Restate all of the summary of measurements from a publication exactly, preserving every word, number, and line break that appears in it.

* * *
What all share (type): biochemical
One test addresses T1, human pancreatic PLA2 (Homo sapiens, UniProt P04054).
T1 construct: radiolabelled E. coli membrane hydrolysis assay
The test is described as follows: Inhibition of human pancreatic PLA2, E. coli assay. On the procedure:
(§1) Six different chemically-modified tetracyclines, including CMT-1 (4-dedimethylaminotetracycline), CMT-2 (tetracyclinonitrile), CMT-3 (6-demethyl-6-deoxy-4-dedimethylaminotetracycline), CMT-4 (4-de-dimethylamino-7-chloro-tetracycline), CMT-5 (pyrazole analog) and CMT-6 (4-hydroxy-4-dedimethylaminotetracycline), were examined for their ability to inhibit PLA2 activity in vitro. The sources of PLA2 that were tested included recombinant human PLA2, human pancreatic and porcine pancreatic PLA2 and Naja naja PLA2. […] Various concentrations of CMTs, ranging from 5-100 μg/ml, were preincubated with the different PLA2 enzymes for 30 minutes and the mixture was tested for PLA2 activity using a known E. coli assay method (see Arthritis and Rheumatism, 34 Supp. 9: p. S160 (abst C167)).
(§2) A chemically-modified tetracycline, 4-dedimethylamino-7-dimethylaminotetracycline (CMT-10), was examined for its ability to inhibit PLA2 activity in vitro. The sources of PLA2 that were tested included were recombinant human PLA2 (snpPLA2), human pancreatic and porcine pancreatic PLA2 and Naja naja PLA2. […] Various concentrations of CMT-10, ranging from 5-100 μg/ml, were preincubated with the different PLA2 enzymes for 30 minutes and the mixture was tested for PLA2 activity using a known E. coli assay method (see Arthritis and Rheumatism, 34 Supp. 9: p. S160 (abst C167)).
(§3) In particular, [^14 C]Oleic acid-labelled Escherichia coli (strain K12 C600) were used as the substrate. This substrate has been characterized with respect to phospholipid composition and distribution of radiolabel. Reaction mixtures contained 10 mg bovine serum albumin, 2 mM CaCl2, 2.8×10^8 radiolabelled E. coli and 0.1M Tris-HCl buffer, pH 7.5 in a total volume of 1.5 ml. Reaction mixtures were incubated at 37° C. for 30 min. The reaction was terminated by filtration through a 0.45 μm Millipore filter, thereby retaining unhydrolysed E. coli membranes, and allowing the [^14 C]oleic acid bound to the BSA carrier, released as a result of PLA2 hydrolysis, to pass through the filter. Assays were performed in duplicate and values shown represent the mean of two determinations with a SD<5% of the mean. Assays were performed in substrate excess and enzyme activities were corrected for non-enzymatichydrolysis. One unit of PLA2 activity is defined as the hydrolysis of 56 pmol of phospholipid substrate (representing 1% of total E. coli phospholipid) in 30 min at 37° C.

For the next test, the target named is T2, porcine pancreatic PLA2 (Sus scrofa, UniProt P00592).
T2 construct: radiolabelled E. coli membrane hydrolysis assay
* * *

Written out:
What all share (type): biochemical
One test addresses T1, human pancreatic PLA2 (Homo sapiens, UniProt P04054).
T1 construct: radiolabelled E. coli membrane hydrolysis assay
The test is described as follows: Inhibition of human pancreatic PLA2, E. coli assay. On the procedure:
(§1) Six different chemically-modified tetracyclines, including CMT-1 (4-dedimethylaminotetracycline), CMT-2 (tetracyclinonitrile), CMT-3 (6-demethyl-6-deoxy-4-dedimethylaminotetracycline), CMT-4 (4-de-dimethylamino-7-chloro-tetracycline), CMT-5 (pyrazole analog) and CMT-6 (4-hydroxy-4-dedimethylaminotetracycline), were examined for their ability to inhibit PLA2 activity in vitro. The sources of PLA2 that were tested included recombinant human PLA2, human pancreatic and porcine pancreatic PLA2 and Naja naja PLA2. […] Various concentrations of CMTs, ranging from 5-100 μg/ml, were preincubated with the different PLA2 enzymes for 30 minutes and the mixture was tested for PLA2 activity using a known E. coli assay method (see Arthritis and Rheumatism, 34 Supp. 9: p. S160 (abst C167)).
(§2) A chemically-modified tetracycline, 4-dedimethylamino-7-dimethylaminotetracycline (CMT-10), was examined for its ability to inhibit PLA2 activity in vitro. The sources of PLA2 that were tested included were recombinant human PLA2 (snpPLA2), human pancreatic and porcine pancreatic PLA2 and Naja naja PLA2. […] Various concentrations of CMT-10, ranging from 5-100 μg/ml, were preincubated with the different PLA2 enzymes for 30 minutes and the mixture was tested for PLA2 activity using a known E. coli assay method (see Arthritis and Rheumatism, 34 Supp. 9: p. S160 (abst C167)).
(§3) In particular, [^14 C]Oleic acid-labelled Escherichia coli (strain K12 C600) were used as the substrate. This substrate has been characterized with respect to phospholipid composition and distribution of radiolabel. Reaction mixtures contained 10 mg bovine serum albumin, 2 mM CaCl2, 2.8×10^8 radiolabelled E. coli and 0.1M Tris-HCl buffer, pH 7.5 in a total volume of 1.5 ml. Reaction mixtures were incubated at 37° C. for 30 min. The reaction was terminated by filtration through a 0.45 μm Millipore filter, thereby retaining unhydrolysed E. coli membranes, and allowing the [^14 C]oleic acid bound to the BSA carrier, released as a result of PLA2 hydrolysis, to pass through the filter. Assays were performed in duplicate and values shown represent the mean of two determinations with a SD<5% of the mean. Assays were performed in substrate excess and enzyme activities were corrected for non-enzymatichydrolysis. One unit of PLA2 activity is defined as the hydrolysis of 56 pmol of phospholipid substrate (representing 1% of total E. coli phospholipid) in 30 min at 37° C.

For the next test, the target named is T2, porcine pancreatic PLA2 (Sus scrofa, UniProt P00592).
T2 construct: radiolabelled E. coli membrane hydrolysis assay